Beginnings of Tropical Rainforest Mural inspired by a handling session that young people from the hospital took part in with the Manchester Museum’s reptiles. The scene depicts a chameleon hiding amongst tropical leaves. The paper used to collage the leaves and the reptile was marbled by residents of Galaxy House in two 1 hour workshops, and then enlarged for use on the wall. The chameleon will eventually have collaged scales to emphasise the reality of its texture (which the YP will have seen first hand).
Sunday, 13 November 2011
Thursday, 3 November 2011
Last week, I arranged for the children from the residential hospital ward to come and see the exhibition. The visit was preliminary to their study of Shadow Play in school (focus being on narrative and time) while it also provided an outing for them during their half term holiday. I made worksheets which aimed to help them focus on the idea of past, present, future and how certain work’s in the Dark Matter’s exhibition represent different aspects of time. Most of the children seemed to grasp this idea well including an obvious 3 who were highly engaged. However, there were a few who were either easily distracted or unwell which were quite difficult to work with. Obviously, this is natural even when working with kids who are mentally well but I found it difficult to know how to divide my attention: I didn’t want to ignore the children who weren’t interacting but I also wanted to make sure that the children who were engaged could get good feedback with the task. I think I managed this OK though and everyone, minus one, managed to complete the task ready for their first school lesson.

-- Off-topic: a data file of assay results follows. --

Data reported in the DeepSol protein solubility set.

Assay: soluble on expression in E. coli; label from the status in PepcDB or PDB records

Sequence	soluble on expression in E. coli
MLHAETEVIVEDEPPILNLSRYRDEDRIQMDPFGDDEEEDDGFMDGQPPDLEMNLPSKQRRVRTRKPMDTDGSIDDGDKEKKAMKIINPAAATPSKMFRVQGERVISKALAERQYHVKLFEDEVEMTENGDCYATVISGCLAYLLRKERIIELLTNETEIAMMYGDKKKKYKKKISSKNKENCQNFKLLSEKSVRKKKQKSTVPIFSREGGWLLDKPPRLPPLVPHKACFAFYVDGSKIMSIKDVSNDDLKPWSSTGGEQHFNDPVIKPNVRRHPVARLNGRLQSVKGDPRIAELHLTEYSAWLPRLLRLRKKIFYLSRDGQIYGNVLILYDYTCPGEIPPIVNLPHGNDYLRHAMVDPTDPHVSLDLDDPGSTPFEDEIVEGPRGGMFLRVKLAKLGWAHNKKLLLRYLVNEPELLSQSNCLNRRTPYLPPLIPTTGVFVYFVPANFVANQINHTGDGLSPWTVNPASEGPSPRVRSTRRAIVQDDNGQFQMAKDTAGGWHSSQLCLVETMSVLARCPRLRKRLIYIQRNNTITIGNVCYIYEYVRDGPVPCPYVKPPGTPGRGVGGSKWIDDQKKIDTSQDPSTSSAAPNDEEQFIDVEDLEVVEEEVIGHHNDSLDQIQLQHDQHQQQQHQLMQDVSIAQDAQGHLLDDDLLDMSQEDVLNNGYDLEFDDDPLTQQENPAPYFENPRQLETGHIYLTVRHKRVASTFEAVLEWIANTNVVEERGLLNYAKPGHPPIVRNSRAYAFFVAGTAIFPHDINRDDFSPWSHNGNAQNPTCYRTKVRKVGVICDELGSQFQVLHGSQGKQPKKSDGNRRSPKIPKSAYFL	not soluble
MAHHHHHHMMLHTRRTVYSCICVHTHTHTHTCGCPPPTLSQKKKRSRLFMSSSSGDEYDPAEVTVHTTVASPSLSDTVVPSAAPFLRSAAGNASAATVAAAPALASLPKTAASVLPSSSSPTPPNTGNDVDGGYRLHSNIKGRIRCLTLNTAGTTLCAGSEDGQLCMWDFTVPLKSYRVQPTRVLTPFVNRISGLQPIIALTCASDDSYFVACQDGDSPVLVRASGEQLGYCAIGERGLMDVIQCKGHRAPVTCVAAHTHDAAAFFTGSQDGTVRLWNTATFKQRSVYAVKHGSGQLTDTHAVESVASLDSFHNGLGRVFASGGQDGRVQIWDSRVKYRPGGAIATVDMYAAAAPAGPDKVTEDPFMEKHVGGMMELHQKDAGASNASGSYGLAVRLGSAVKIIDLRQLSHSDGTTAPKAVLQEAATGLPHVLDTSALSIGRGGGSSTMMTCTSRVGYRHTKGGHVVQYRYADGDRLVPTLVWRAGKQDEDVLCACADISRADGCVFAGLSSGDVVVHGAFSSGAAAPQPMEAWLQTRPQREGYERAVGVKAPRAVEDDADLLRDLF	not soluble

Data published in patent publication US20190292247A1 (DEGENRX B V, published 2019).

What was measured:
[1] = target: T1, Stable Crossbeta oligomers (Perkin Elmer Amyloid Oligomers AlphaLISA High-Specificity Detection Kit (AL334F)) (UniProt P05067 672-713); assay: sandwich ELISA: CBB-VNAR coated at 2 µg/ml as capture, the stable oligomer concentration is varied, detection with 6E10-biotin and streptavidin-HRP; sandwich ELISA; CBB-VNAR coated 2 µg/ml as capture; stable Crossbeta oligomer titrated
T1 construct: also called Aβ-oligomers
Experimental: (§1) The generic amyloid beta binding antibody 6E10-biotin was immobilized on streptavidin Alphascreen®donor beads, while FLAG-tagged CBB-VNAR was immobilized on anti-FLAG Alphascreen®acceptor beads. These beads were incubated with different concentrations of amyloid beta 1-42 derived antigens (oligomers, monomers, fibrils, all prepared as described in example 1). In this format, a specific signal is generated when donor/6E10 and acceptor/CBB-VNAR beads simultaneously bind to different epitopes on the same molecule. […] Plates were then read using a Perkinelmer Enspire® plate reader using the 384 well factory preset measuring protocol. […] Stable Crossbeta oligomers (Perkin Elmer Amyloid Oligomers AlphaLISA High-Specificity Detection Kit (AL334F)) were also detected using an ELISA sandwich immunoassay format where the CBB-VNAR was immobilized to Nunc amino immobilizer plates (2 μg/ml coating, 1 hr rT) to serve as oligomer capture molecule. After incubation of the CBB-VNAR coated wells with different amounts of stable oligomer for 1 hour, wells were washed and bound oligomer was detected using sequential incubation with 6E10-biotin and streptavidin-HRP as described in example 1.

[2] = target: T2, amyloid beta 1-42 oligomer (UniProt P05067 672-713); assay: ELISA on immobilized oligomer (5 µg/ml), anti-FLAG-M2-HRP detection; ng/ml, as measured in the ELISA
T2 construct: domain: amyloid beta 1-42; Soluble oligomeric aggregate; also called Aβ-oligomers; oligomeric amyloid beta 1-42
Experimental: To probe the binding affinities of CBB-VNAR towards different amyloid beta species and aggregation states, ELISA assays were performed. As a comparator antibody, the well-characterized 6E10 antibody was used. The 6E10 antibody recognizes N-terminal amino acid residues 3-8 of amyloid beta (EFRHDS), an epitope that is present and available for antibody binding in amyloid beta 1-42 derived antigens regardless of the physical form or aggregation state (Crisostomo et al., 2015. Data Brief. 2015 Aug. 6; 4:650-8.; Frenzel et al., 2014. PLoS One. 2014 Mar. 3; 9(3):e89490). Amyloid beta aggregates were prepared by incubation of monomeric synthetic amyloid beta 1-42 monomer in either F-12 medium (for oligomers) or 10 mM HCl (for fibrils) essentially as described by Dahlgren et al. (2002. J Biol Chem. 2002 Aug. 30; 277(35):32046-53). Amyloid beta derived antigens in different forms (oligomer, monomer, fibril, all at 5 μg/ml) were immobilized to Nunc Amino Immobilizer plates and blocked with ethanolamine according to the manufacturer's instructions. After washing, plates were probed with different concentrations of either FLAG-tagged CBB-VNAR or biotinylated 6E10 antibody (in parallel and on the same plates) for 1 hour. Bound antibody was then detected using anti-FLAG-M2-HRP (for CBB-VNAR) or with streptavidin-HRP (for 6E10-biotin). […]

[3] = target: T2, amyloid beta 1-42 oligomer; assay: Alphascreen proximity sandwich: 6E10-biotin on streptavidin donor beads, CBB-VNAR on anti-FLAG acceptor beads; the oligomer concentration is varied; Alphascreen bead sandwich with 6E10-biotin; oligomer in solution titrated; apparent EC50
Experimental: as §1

Following this, another visit was arranged – for them to come to the shadow lab and work interactively with the resources at the gallery. With other groups, it probably would’ve been possible to do both visits in one but, with this group time is limited due to concentration and individual appointments. I however, thought this worked quite well, as they were able to see the gallery in two different contexts and also with two different groups of staff: during half term, the nursing staff and during school time, the teachers. The second visit yesterday, I felt went well as the teachers were able to help keep each child more effectively engaged. Perhaps it was also the type of task and also the fact that many children just find going round gallery’s boring. Surprisingly, the two girls who found it most hard to engage the first time round, interacted the most with the facilities in the lab (another positive for going on two different occasions). Going back to class with them, I introduced a lesson of experimentation with different collaging materials to create an image/shadow reflection (based on a book by Suzy Lee which was provided in the shadow lab). This went really well – surprisingly more so with the younger kids (which is something I will have to think about for next time).
Shadow by Suzy Lee
I thought this book would be a good starting point for the kids to experiement with scenes and each object’s shadow. It is also a good example of a book which tells a simple story without words: the little girl starts off playing in a room of objects and gradually her imagination grows and the shadows start to develop a life of their own.